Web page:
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If America is a nation founded upon Enlightenment ideals, then why are so many of its most celebrated pieces of literature so dark? American Terror returns to the question of American literature's distinctive tone of terror through a close study of three authors -- Jonathan Edwards, Edgar Allan Poe, and Herman Melville -- who not only wrote works of terror, but who defended, theorized, and championed it.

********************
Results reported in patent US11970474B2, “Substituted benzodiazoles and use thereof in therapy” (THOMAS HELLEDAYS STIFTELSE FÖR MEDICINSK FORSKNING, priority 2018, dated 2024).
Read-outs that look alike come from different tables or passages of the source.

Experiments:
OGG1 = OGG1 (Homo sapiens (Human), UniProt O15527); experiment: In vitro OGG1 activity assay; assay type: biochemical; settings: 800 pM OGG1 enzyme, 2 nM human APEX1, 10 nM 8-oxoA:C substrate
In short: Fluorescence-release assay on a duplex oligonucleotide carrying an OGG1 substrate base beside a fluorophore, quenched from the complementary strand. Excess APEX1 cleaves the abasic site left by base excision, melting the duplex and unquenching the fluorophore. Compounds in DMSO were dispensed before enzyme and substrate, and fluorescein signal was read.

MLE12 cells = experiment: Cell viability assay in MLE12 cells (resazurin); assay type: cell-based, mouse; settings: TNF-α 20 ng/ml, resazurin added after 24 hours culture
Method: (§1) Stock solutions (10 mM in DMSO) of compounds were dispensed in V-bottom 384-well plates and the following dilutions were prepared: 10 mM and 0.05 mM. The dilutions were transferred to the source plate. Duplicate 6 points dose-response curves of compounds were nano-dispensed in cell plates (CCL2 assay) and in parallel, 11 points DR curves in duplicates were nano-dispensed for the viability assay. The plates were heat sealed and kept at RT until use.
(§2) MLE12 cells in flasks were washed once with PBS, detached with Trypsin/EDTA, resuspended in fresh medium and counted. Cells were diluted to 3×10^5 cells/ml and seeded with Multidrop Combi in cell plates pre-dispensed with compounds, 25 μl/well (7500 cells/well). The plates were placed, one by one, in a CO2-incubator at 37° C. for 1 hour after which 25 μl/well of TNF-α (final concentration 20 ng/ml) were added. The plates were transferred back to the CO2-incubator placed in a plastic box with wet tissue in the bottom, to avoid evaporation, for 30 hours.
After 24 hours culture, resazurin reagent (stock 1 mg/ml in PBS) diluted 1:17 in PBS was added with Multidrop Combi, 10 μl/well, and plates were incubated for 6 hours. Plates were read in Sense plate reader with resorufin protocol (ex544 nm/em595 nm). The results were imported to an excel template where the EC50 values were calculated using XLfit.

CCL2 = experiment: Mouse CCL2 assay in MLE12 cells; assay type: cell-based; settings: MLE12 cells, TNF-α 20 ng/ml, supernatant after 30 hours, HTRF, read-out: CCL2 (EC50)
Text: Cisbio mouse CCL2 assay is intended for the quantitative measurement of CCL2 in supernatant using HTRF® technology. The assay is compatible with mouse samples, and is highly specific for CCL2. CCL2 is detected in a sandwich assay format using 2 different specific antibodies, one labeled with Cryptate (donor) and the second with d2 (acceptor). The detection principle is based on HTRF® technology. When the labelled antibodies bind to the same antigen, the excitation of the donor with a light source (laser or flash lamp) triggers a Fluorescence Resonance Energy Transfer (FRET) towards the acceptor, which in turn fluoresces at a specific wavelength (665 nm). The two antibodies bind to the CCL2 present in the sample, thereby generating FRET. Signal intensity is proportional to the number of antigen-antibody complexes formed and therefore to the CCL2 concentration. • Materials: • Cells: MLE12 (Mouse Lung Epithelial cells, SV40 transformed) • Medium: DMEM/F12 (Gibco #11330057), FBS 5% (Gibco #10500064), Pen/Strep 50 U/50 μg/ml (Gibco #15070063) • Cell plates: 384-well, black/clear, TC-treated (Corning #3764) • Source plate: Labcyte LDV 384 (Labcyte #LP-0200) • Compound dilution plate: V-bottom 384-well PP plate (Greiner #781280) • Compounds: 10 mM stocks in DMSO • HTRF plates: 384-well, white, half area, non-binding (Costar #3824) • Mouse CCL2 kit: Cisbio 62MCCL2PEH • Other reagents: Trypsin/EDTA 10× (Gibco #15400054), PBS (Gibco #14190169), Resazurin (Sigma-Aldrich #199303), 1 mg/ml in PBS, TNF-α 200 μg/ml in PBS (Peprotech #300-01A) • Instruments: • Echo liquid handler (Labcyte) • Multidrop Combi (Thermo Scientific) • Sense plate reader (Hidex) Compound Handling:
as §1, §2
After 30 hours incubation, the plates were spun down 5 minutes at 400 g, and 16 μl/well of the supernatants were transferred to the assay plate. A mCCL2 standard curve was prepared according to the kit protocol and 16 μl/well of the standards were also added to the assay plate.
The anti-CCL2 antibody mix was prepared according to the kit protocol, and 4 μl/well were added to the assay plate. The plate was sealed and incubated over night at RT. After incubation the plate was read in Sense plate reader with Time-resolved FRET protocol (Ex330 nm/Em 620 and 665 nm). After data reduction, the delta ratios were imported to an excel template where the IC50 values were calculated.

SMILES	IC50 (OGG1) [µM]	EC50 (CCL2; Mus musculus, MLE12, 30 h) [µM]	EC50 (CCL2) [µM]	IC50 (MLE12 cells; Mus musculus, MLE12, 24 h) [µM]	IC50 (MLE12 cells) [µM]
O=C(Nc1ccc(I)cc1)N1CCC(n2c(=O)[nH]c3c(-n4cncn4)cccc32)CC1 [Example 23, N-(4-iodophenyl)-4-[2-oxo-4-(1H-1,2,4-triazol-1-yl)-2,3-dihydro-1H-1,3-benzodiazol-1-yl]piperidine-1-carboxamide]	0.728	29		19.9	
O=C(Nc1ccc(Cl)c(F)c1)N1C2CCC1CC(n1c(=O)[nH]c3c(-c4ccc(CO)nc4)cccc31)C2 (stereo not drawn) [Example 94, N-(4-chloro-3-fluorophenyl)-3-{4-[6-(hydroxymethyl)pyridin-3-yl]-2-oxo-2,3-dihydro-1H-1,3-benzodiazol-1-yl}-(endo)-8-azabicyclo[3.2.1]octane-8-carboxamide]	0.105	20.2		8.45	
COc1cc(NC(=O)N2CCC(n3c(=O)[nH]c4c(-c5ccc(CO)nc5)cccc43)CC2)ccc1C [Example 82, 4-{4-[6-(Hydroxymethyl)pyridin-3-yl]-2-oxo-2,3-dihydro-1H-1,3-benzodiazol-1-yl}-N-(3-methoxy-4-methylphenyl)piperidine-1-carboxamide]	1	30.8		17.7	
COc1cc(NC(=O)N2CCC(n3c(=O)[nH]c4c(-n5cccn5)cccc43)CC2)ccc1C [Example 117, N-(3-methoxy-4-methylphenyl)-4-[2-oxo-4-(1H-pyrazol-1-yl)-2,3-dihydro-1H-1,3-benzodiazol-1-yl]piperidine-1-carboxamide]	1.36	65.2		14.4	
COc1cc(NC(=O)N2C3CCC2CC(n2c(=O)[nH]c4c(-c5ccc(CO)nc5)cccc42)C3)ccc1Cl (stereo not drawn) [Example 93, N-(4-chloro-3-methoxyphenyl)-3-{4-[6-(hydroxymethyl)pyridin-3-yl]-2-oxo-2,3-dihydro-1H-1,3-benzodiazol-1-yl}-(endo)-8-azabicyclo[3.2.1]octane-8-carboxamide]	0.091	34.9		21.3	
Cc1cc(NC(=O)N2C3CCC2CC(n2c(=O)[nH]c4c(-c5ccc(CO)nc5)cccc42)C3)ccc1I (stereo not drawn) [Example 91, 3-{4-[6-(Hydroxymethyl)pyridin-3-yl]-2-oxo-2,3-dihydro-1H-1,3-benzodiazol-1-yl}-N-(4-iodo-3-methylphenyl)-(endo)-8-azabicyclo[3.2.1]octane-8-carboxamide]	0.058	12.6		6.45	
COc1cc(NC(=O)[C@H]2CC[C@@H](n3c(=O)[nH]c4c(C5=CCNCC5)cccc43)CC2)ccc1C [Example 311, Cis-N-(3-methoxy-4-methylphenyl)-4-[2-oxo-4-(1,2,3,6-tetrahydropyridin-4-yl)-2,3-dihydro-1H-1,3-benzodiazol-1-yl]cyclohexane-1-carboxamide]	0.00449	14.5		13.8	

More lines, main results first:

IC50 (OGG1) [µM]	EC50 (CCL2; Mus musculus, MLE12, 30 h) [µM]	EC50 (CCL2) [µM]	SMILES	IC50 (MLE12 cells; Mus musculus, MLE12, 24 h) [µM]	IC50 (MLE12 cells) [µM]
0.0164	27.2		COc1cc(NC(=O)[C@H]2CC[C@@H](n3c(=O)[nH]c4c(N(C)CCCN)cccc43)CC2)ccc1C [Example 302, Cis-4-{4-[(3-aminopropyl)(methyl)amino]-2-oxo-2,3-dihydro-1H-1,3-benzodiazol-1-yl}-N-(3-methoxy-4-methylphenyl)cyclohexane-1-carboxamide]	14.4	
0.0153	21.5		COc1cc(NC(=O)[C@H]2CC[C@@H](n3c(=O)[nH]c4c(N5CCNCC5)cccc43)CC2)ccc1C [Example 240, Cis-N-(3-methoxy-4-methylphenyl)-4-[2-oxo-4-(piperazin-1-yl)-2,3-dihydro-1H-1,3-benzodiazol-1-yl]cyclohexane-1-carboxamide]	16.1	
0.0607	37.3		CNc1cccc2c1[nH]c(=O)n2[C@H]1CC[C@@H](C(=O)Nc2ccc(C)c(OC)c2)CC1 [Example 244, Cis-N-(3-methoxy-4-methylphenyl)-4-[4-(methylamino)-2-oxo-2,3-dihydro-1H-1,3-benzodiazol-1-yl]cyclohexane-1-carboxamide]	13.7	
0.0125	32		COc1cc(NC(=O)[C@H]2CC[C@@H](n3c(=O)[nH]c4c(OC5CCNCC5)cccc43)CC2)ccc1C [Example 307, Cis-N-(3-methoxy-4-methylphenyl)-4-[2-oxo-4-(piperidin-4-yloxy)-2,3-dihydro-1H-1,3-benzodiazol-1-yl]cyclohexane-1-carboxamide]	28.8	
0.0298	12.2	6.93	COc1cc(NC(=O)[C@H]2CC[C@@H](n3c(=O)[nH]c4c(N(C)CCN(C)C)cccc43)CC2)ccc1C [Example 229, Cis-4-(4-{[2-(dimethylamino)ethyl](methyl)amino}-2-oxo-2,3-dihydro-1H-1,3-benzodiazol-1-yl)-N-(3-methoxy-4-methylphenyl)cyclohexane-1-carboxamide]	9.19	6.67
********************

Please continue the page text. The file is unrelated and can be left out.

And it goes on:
Combining updated historical perspectives with close reading, Paul Hurh shows how these authors developed terror as a special literary affect informed by the way the concept of thinking becomes, in the wake of Enlightenment empiricism, increasingly defined by a set of austere mechanic processes, such as the scientific method and the algebraic functions of analytical logic. Rather than trying to find a feeling that would transcend thinking by subtending reason to emotion, these writers found in terror the feeling of thinking, the peculiar feeling of reason's authority over emotional schemes. In so doing, they grappled with a shared set of enduring questions: What is the difference between thinking and feeling? Why does it seem impossible to reason oneself out of an irrational fear? And what becomes of the freedom of the will when we discover that affects can push it around?



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